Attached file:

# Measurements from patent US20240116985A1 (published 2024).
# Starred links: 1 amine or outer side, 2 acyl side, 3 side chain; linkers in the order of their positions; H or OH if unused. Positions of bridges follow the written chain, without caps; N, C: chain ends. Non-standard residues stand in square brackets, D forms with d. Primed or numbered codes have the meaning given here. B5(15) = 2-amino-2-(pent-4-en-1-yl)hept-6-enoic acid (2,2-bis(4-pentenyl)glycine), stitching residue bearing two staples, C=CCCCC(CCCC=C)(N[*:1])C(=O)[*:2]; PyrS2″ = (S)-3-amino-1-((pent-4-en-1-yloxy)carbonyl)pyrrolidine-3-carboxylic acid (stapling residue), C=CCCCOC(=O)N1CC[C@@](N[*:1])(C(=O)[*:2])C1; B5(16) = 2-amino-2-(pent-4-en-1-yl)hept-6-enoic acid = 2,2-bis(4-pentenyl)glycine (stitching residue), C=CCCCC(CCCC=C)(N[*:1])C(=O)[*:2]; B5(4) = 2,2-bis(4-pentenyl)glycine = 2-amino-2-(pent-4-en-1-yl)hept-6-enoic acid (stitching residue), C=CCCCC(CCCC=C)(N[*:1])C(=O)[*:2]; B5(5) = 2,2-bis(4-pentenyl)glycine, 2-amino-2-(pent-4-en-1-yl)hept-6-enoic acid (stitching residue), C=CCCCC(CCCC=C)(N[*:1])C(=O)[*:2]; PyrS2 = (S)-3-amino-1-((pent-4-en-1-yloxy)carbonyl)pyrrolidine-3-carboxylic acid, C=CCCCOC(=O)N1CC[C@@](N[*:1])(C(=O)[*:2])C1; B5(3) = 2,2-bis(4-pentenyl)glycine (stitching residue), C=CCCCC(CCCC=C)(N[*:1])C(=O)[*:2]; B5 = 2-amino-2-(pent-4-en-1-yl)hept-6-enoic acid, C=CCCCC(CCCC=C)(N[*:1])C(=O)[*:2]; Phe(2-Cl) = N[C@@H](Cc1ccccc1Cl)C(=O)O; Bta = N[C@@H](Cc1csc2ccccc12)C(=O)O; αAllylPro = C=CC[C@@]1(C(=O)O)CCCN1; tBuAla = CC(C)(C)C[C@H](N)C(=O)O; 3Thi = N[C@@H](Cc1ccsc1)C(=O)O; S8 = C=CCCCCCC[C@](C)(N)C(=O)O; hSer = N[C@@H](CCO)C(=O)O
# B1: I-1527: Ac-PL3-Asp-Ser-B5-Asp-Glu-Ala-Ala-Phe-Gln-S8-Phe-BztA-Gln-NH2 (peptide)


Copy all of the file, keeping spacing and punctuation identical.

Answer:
# Measurements from patent US20240116985A1 (published 2024).
# Starred links: 1 amine or outer side, 2 acyl side, 3 side chain; linkers in the order of their positions; H or OH if unused. Positions of bridges follow the written chain, without caps; N, C: chain ends. Non-standard residues stand in square brackets, D forms with d. Primed or numbered codes have the meaning given here. B5(15) = 2-amino-2-(pent-4-en-1-yl)hept-6-enoic acid (2,2-bis(4-pentenyl)glycine), stitching residue bearing two staples, C=CCCCC(CCCC=C)(N[*:1])C(=O)[*:2]; PyrS2″ = (S)-3-amino-1-((pent-4-en-1-yloxy)carbonyl)pyrrolidine-3-carboxylic acid (stapling residue), C=CCCCOC(=O)N1CC[C@@](N[*:1])(C(=O)[*:2])C1; B5(16) = 2-amino-2-(pent-4-en-1-yl)hept-6-enoic acid = 2,2-bis(4-pentenyl)glycine (stitching residue), C=CCCCC(CCCC=C)(N[*:1])C(=O)[*:2]; B5(4) = 2,2-bis(4-pentenyl)glycine = 2-amino-2-(pent-4-en-1-yl)hept-6-enoic acid (stitching residue), C=CCCCC(CCCC=C)(N[*:1])C(=O)[*:2]; B5(5) = 2,2-bis(4-pentenyl)glycine, 2-amino-2-(pent-4-en-1-yl)hept-6-enoic acid (stitching residue), C=CCCCC(CCCC=C)(N[*:1])C(=O)[*:2]; PyrS2 = (S)-3-amino-1-((pent-4-en-1-yloxy)carbonyl)pyrrolidine-3-carboxylic acid, C=CCCCOC(=O)N1CC[C@@](N[*:1])(C(=O)[*:2])C1; B5(3) = 2,2-bis(4-pentenyl)glycine (stitching residue), C=CCCCC(CCCC=C)(N[*:1])C(=O)[*:2]; B5 = 2-amino-2-(pent-4-en-1-yl)hept-6-enoic acid, C=CCCCC(CCCC=C)(N[*:1])C(=O)[*:2]; Phe(2-Cl) = N[C@@H](Cc1ccccc1Cl)C(=O)O; Bta = N[C@@H](Cc1csc2ccccc12)C(=O)O; αAllylPro = C=CC[C@@]1(C(=O)O)CCCN1; tBuAla = CC(C)(C)C[C@H](N)C(=O)O; 3Thi = N[C@@H](Cc1ccsc1)C(=O)O; S8 = C=CCCCCCC[C@](C)(N)C(=O)O; hSer = N[C@@H](CCO)C(=O)O
# B1: I-1527: Ac-PL3-Asp-Ser-B5-Asp-Glu-Ala-Ala-Phe-Gln-S8-Phe-BztA-Gln-NH2 (peptide)